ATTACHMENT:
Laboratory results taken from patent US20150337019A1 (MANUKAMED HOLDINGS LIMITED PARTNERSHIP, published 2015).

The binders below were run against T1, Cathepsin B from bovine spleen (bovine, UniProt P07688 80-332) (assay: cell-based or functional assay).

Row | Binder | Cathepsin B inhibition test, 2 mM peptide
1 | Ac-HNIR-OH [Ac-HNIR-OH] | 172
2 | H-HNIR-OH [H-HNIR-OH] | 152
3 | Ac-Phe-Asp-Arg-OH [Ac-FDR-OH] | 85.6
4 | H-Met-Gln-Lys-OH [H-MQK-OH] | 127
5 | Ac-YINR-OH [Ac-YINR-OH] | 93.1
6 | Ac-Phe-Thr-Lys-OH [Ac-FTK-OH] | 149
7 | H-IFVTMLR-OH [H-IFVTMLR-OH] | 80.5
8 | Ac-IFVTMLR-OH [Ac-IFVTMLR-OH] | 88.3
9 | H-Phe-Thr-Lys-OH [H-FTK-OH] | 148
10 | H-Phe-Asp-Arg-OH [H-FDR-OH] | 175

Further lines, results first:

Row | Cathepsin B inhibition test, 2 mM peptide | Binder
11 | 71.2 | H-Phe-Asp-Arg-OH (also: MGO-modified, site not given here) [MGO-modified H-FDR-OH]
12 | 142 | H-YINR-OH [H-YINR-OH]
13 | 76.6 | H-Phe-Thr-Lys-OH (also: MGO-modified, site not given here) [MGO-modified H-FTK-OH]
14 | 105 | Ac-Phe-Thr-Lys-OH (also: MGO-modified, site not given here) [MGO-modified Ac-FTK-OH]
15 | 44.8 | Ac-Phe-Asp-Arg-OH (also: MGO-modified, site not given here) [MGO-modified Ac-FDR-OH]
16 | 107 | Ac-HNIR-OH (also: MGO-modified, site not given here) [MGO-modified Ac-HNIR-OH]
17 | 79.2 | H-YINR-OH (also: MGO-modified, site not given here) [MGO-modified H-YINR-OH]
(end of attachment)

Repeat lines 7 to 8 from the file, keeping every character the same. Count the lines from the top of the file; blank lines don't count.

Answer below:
4 | H-Met-Gln-Lys-OH [H-MQK-OH] | 127
5 | Ac-YINR-OH [Ac-YINR-OH] | 93.1